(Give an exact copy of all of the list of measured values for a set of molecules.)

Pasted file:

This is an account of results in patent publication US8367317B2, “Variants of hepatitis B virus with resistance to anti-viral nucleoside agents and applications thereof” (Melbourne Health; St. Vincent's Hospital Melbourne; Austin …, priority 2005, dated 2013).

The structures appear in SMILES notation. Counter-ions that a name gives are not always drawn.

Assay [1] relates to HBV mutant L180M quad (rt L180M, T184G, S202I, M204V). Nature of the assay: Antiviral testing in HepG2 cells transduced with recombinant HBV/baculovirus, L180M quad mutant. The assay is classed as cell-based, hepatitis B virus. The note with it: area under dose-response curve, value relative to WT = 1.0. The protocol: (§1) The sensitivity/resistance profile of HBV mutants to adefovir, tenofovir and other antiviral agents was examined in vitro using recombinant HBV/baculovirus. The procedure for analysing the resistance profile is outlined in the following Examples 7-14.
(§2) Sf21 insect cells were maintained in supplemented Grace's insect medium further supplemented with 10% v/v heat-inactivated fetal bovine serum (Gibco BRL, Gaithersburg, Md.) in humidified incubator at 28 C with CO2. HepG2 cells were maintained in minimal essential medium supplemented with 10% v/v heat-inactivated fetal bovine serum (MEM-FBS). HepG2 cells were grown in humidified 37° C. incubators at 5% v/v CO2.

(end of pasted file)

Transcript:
This is an account of results in patent publication US8367317B2, “Variants of hepatitis B virus with resistance to anti-viral nucleoside agents and applications thereof” (Melbourne Health; St. Vincent's Hospital Melbourne; Austin …, priority 2005, dated 2013).

The structures appear in SMILES notation. Counter-ions that a name gives are not always drawn.

Assay [1] relates to HBV mutant L180M quad (rt L180M, T184G, S202I, M204V). Nature of the assay: Antiviral testing in HepG2 cells transduced with recombinant HBV/baculovirus, L180M quad mutant. The assay is classed as cell-based, hepatitis B virus. The note with it: area under dose-response curve, value relative to WT = 1.0. The protocol: (§1) The sensitivity/resistance profile of HBV mutants to adefovir, tenofovir and other antiviral agents was examined in vitro using recombinant HBV/baculovirus. The procedure for analysing the resistance profile is outlined in the following Examples 7-14.
(§2) Sf21 insect cells were maintained in supplemented Grace's insect medium further supplemented with 10% v/v heat-inactivated fetal bovine serum (Gibco BRL, Gaithersburg, Md.) in humidified incubator at 28 C with CO2. HepG2 cells were maintained in minimal essential medium supplemented with 10% v/v heat-inactivated fetal bovine serum (MEM-FBS). HepG2 cells were grown in humidified 37° C. incubators at 5% v/v CO2.